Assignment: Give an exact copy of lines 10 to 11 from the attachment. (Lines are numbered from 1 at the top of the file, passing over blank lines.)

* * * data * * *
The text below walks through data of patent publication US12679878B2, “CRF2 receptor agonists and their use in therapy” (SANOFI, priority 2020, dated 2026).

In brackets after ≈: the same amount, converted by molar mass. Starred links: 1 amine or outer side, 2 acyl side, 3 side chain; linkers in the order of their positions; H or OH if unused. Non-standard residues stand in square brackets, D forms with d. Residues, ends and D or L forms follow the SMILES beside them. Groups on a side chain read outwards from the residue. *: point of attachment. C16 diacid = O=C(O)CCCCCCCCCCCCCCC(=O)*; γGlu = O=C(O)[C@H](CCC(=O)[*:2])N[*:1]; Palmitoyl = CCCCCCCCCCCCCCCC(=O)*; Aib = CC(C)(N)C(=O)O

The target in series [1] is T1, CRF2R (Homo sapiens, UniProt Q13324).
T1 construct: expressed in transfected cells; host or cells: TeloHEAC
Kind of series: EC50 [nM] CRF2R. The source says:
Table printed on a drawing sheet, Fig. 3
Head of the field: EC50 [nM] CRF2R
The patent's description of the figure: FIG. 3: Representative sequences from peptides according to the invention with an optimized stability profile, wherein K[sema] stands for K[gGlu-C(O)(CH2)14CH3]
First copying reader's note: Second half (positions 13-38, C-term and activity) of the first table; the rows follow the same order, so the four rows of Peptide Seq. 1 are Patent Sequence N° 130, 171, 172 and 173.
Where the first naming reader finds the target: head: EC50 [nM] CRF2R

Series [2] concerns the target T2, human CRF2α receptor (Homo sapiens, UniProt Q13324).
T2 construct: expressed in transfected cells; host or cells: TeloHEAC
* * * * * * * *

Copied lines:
Where the first naming reader finds the target: head: EC50 [nM] CRF2R

Series [2] concerns the target T2, human CRF2α receptor (Homo sapiens, UniProt Q13324).